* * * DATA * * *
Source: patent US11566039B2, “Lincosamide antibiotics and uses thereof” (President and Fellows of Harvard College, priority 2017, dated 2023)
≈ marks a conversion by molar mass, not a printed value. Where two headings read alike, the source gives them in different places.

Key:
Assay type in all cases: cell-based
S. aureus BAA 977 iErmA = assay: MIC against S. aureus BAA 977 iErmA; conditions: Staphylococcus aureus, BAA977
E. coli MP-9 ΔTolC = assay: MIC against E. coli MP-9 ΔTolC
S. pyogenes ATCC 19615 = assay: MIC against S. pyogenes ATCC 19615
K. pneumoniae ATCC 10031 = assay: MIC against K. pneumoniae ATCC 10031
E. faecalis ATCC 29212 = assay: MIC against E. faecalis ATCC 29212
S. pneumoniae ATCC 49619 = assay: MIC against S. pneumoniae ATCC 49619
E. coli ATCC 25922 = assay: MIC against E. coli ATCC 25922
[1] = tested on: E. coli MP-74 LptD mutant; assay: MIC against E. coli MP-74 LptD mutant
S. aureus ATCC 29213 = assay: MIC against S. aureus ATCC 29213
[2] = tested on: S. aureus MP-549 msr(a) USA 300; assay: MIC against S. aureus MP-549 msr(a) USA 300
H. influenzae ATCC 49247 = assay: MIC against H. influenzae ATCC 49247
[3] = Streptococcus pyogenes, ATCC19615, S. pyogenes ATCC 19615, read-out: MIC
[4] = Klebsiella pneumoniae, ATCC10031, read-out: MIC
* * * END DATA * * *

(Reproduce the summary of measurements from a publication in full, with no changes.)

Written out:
Source: patent US11566039B2, “Lincosamide antibiotics and uses thereof” (President and Fellows of Harvard College, priority 2017, dated 2023)
≈ marks a conversion by molar mass, not a printed value. Where two headings read alike, the source gives them in different places.

Key:
Assay type in all cases: cell-based
S. aureus BAA 977 iErmA = assay: MIC against S. aureus BAA 977 iErmA; conditions: Staphylococcus aureus, BAA977
E. coli MP-9 ΔTolC = assay: MIC against E. coli MP-9 ΔTolC
S. pyogenes ATCC 19615 = assay: MIC against S. pyogenes ATCC 19615
K. pneumoniae ATCC 10031 = assay: MIC against K. pneumoniae ATCC 10031
E. faecalis ATCC 29212 = assay: MIC against E. faecalis ATCC 29212
S. pneumoniae ATCC 49619 = assay: MIC against S. pneumoniae ATCC 49619
E. coli ATCC 25922 = assay: MIC against E. coli ATCC 25922
[1] = tested on: E. coli MP-74 LptD mutant; assay: MIC against E. coli MP-74 LptD mutant
S. aureus ATCC 29213 = assay: MIC against S. aureus ATCC 29213
[2] = tested on: S. aureus MP-549 msr(a) USA 300; assay: MIC against S. aureus MP-549 msr(a) USA 300
H. influenzae ATCC 49247 = assay: MIC against H. influenzae ATCC 49247
[3] = Streptococcus pyogenes, ATCC19615, S. pyogenes ATCC 19615, read-out: MIC
[4] = Klebsiella pneumoniae, ATCC10031, read-out: MIC